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Home :: Archive :: 1997 :: January ::
Re: Slings and arrows
Shakespeare Electronic Conference, SHK 8.0093.  Tuesday, 21 January 1997.

(1)     From:   Ian Lancashire <
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        Date:   Monday, 20 Jan 1997 10:51:57 -0500 (EST)
        Subj:   Re: SHK 8.0087  Q: Slings and arrows of outrageous fortune

(2)     From:   Don Foster <
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        Date:   Monday, 20 Jan 1997 22:59:42 -0500 (EST)
        Subj:   Re: SHK 8.0087  Q: Slings and arrows of outrageous fortune

(3)     From:   Chris Stroffolino <
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        Date:   Tuesday, 21 Jan 1997 00:57:51 -0500 (EST)
        Subj:   Re: SHK 8.0087 Q: Slings and arrows of outrageous fortune


(1)----------------------------------------------------------------------------
From:           Ian Lancashire <
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Date:           Monday, 20 Jan 1997 10:51:57 -0500 (EST)
Subject: 8.0087  Q: Slings and arrows of outrageous fortune
Comment:        Re: SHK 8.0087  Q: Slings and arrows of outrageous fortune

Randle Cotgrave's wonderful French-English dictionary (London, 1611) explains

        * "Catapulte" as "A sling, or warlike engine, whereout great
           arrowes, or darts were shot"

        * "Mangonneau" as "An old-fashioned Sling, or Engine,
           whereout stones, old yron, and great arrowes were
           violently darted"

Hamlet's phrase makes good sense in this context as referring to military
catapults that shot metal or stone arrows. (It is difficult to imagine someone,
even as capable as Lady Fortune, managing personally to operate two weapons, a
sling and a bow-and-arrow, at the same time.) The OED does not document this
sense.

I reported this finding in an article on early dictionaries in the collection
"English Language Corpora: Design, Analysis, and Exploitation", ed. Jan Aarts,
Pieter de Haan, and Nelleke Oostdijk (Rodopi, 1993). Half my early modern
English dictionary database--not Cotgrave, so far-- can be searched from a link
on my Web page. The current Web EMEDD database includes about 128,000 word
entries and is in-progress.

Ian Lancashire
University of Toronto

(2)----------------------------------------------------------------------------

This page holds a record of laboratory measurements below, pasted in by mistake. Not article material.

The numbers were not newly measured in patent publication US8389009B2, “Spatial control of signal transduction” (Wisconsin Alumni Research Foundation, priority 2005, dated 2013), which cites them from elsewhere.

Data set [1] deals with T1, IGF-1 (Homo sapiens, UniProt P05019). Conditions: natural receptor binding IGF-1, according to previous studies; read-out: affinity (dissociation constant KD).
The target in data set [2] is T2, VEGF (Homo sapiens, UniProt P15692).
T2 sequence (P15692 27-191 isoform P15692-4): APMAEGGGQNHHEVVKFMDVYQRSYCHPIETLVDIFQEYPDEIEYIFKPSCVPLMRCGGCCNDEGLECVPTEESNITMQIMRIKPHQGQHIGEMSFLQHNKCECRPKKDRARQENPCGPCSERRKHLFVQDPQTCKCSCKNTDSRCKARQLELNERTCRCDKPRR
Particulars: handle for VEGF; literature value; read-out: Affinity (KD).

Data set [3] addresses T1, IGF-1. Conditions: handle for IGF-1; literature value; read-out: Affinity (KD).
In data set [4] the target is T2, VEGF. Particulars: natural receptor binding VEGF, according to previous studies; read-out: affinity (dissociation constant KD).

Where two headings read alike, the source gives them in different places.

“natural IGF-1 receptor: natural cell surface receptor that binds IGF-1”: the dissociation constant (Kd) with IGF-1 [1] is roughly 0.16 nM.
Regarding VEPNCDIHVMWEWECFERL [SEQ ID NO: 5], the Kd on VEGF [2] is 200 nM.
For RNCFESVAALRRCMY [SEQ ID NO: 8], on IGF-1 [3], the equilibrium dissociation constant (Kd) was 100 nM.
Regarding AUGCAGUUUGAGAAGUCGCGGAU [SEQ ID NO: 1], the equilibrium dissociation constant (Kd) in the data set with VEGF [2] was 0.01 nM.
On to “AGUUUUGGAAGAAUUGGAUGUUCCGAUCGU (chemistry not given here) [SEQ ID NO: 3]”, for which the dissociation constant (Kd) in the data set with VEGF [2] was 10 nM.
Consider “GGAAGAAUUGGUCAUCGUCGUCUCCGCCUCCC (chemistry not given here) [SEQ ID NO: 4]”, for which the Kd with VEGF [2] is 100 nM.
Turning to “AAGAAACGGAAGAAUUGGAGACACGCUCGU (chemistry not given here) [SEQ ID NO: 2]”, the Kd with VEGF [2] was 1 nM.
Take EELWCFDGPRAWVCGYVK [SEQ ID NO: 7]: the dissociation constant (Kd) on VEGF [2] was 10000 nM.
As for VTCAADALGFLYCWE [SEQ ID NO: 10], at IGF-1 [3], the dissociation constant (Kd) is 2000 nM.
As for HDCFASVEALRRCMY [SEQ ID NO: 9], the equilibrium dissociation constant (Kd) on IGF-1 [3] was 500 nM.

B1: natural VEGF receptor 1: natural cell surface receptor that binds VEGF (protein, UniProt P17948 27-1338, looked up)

From:           Don Foster <
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Date:           Monday, 20 Jan 1997 22:59:42 -0500 (EST)
Subject: 8.0087  Q: Slings and arrows of outrageous fortune
Comment:        Re: SHK 8.0087  Q: Slings and arrows of outrageous fortune

Re: Bill Godshalk's query:

The emendation of *slings* to *stings* is, I think, wholly unjustified. The
collocation of Fortune and slings is exampled elsewhere in the period. A few
examples:

The "To be or not to be" soliloquy is one of several passages in *Hamlet* that
may owe something to Marlowe's translation of *Lucan* (pub. 1600).

For example:

        "Fortune thee I follow,
War and the destinies shall try my cause."
This said, the restless general through the dark,
Swifter than bullets thrown from Spanish slings
Or darts which Parthians backward shoot, marched on...
                                        (228-32)

See also Thomas Middleton, *The Wisdom of Solomon Paraphrased* (1597):

And what of this vain world, vain hope, vain show,
Vain glory seated in a shade of praise,
Mortality's descent and folly's flow,
The badge of vanity, the hour of days?
What glory is it for to be a king
When care is crown, and crown is Fortune's sling? (verse 12.1-6)

And cf. William Browne's lament for "Doridon," loved by "Marine" (from
*Britain's Pastorals*: [1613])

Marine about to speak, forth of a sling
(Fortune to all misfortunes plies her wing
More quick and speedy) came a sharpened flint,
Which in the faire boy's neck made such a dint
That crimson blood came streaming from the wound,
And he fell down into a deadly swound.
The blood ran all along where it did fall,
And could not find a place of burial...

Don Foster

(3)----------------------------------------------------------------------------
From:           Chris Stroffolino <
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Date:           Tuesday, 21 Jan 1997 00:57:51 -0500 (EST)
Subject: 8.0087 Q: Slings and arrows of outrageous fortune
Comment:        Re: SHK 8.0087 Q: Slings and arrows of outrageous fortune

Bill--do references to "arrows of fortune" have to be explicit? Wouldn't
Bassanio's "shaft" anecdote be an example of the "arrow of fortune" motif? Or
would this only be true if paper can "issue life blood" thus proving that Lady
Macbeth does NOT faint and that Portia in MV is as "dead" as Portia in JC?--

Chris Stroffolino
 

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